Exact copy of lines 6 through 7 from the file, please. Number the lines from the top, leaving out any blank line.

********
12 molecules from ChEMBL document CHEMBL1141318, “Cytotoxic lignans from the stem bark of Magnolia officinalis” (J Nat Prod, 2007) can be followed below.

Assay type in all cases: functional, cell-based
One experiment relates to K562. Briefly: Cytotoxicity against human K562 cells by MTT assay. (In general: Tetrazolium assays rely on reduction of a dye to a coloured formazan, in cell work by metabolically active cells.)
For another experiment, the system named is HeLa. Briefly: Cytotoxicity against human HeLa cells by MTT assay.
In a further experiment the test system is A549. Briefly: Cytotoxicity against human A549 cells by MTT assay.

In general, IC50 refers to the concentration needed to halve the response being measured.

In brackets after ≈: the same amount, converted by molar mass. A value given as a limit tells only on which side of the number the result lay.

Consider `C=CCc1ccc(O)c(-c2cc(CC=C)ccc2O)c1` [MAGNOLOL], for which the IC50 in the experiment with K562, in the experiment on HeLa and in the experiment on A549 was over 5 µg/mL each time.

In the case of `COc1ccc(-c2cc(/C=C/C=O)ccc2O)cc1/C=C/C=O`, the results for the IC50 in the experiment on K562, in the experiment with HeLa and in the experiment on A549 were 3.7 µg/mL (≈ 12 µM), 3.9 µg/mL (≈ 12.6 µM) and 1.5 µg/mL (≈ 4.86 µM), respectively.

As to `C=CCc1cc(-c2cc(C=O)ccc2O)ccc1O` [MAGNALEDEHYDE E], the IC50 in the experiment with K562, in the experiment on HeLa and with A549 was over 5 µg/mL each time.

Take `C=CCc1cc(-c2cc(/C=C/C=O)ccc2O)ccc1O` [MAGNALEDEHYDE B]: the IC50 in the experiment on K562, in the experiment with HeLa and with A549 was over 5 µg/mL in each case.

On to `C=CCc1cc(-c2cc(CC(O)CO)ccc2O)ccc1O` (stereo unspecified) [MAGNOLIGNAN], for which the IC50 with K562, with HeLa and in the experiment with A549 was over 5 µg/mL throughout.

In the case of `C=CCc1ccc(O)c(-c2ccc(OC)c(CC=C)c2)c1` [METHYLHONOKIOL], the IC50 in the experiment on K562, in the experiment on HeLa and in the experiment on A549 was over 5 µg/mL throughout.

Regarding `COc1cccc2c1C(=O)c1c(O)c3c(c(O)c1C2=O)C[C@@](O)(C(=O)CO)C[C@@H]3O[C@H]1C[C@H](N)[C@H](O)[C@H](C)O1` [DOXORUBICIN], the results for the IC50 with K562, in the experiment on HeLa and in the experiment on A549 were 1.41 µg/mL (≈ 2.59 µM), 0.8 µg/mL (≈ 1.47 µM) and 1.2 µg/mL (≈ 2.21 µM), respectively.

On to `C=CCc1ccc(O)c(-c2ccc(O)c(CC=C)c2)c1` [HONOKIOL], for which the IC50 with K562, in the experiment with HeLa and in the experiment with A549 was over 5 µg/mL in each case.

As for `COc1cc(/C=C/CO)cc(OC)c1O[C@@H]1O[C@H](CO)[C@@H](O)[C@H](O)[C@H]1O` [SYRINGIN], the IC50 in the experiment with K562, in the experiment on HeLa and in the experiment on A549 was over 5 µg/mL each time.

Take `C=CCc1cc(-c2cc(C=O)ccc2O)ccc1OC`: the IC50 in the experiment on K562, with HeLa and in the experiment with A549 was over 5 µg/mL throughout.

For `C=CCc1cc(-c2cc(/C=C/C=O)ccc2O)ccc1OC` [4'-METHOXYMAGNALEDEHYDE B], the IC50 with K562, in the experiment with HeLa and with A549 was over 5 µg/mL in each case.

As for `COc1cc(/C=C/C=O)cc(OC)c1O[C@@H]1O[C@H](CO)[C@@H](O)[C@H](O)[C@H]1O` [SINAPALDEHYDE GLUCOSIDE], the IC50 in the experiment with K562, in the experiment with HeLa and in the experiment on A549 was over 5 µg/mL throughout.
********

In general, IC50 refers to the concentration needed to halve the response being measured.

In brackets after ≈: the same amount, converted by molar mass. A value given as a limit tells only on which side of the number the result lay.